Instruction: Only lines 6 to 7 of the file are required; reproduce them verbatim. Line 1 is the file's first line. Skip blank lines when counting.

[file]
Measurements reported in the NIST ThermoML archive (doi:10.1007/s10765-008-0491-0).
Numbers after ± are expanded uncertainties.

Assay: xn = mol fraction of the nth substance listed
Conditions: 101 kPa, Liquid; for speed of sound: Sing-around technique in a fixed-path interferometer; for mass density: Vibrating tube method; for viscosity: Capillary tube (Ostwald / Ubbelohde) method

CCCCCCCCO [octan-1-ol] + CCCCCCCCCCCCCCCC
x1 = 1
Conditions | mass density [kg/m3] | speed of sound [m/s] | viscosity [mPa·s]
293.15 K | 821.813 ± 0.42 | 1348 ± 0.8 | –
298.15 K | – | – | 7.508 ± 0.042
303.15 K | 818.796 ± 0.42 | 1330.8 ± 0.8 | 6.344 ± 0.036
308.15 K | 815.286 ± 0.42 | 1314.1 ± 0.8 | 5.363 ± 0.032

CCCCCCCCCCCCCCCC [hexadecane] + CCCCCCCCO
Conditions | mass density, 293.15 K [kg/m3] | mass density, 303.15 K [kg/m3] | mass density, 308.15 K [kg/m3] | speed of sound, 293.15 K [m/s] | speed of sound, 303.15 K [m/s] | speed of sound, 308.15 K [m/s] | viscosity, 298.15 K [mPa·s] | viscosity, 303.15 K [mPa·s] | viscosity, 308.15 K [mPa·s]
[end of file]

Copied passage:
x1 = 1
Conditions | mass density [kg/m3] | speed of sound [m/s] | viscosity [mPa·s]